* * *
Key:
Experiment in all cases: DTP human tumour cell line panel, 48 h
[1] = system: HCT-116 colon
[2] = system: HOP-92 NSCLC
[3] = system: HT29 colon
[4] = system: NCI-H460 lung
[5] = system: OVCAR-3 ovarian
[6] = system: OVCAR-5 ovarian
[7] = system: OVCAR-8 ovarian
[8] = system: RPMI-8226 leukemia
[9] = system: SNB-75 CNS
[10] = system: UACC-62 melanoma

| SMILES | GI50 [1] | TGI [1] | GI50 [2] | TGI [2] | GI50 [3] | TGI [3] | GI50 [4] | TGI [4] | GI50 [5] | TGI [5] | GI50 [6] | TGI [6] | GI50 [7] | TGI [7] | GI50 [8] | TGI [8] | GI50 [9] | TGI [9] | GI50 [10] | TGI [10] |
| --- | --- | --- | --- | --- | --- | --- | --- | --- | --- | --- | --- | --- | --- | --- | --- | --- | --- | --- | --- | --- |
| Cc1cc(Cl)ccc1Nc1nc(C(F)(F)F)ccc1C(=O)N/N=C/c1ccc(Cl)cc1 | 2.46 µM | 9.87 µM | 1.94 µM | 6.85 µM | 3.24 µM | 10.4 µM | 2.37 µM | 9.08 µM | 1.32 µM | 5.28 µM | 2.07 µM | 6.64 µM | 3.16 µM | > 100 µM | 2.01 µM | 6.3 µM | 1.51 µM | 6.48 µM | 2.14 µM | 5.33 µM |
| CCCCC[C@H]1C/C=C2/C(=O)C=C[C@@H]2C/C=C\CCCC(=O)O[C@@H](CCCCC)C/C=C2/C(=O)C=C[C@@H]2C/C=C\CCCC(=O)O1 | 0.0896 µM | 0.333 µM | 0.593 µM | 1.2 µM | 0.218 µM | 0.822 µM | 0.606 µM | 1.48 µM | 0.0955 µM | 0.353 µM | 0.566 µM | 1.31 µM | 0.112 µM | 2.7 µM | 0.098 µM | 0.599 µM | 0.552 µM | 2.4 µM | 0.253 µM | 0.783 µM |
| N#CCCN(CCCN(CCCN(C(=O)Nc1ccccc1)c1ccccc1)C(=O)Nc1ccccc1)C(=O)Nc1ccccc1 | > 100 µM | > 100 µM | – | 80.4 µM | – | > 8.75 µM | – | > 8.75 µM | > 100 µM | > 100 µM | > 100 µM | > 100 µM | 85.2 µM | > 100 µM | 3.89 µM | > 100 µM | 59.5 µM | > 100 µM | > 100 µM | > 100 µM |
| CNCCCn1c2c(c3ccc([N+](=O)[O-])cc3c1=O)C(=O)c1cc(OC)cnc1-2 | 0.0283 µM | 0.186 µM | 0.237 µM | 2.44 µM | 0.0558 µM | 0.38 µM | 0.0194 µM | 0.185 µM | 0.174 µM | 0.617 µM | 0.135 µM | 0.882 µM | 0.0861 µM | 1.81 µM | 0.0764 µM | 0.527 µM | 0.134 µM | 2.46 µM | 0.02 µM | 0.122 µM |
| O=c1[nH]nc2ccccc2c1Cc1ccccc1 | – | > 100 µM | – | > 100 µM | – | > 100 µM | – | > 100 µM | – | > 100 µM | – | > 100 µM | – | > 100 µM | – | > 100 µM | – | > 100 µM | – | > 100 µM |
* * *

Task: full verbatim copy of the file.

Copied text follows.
Key:
Experiment in all cases: DTP human tumour cell line panel, 48 h
[1] = system: HCT-116 colon
[2] = system: HOP-92 NSCLC
[3] = system: HT29 colon
[4] = system: NCI-H460 lung
[5] = system: OVCAR-3 ovarian
[6] = system: OVCAR-5 ovarian
[7] = system: OVCAR-8 ovarian
[8] = system: RPMI-8226 leukemia
[9] = system: SNB-75 CNS
[10] = system: UACC-62 melanoma

| SMILES | GI50 [1] | TGI [1] | GI50 [2] | TGI [2] | GI50 [3] | TGI [3] | GI50 [4] | TGI [4] | GI50 [5] | TGI [5] | GI50 [6] | TGI [6] | GI50 [7] | TGI [7] | GI50 [8] | TGI [8] | GI50 [9] | TGI [9] | GI50 [10] | TGI [10] |
| --- | --- | --- | --- | --- | --- | --- | --- | --- | --- | --- | --- | --- | --- | --- | --- | --- | --- | --- | --- | --- |
| Cc1cc(Cl)ccc1Nc1nc(C(F)(F)F)ccc1C(=O)N/N=C/c1ccc(Cl)cc1 | 2.46 µM | 9.87 µM | 1.94 µM | 6.85 µM | 3.24 µM | 10.4 µM | 2.37 µM | 9.08 µM | 1.32 µM | 5.28 µM | 2.07 µM | 6.64 µM | 3.16 µM | > 100 µM | 2.01 µM | 6.3 µM | 1.51 µM | 6.48 µM | 2.14 µM | 5.33 µM |
| CCCCC[C@H]1C/C=C2/C(=O)C=C[C@@H]2C/C=C\CCCC(=O)O[C@@H](CCCCC)C/C=C2/C(=O)C=C[C@@H]2C/C=C\CCCC(=O)O1 | 0.0896 µM | 0.333 µM | 0.593 µM | 1.2 µM | 0.218 µM | 0.822 µM | 0.606 µM | 1.48 µM | 0.0955 µM | 0.353 µM | 0.566 µM | 1.31 µM | 0.112 µM | 2.7 µM | 0.098 µM | 0.599 µM | 0.552 µM | 2.4 µM | 0.253 µM | 0.783 µM |
| N#CCCN(CCCN(CCCN(C(=O)Nc1ccccc1)c1ccccc1)C(=O)Nc1ccccc1)C(=O)Nc1ccccc1 | > 100 µM | > 100 µM | – | 80.4 µM | – | > 8.75 µM | – | > 8.75 µM | > 100 µM | > 100 µM | > 100 µM | > 100 µM | 85.2 µM | > 100 µM | 3.89 µM | > 100 µM | 59.5 µM | > 100 µM | > 100 µM | > 100 µM |
| CNCCCn1c2c(c3ccc([N+](=O)[O-])cc3c1=O)C(=O)c1cc(OC)cnc1-2 | 0.0283 µM | 0.186 µM | 0.237 µM | 2.44 µM | 0.0558 µM | 0.38 µM | 0.0194 µM | 0.185 µM | 0.174 µM | 0.617 µM | 0.135 µM | 0.882 µM | 0.0861 µM | 1.81 µM | 0.0764 µM | 0.527 µM | 0.134 µM | 2.46 µM | 0.02 µM | 0.122 µM |
| O=c1[nH]nc2ccccc2c1Cc1ccccc1 | – | > 100 µM | – | > 100 µM | – | > 100 µM | – | > 100 µM | – | > 100 µM | – | > 100 µM | – | > 100 µM | – | > 100 µM | – | > 100 µM | – | > 100 µM |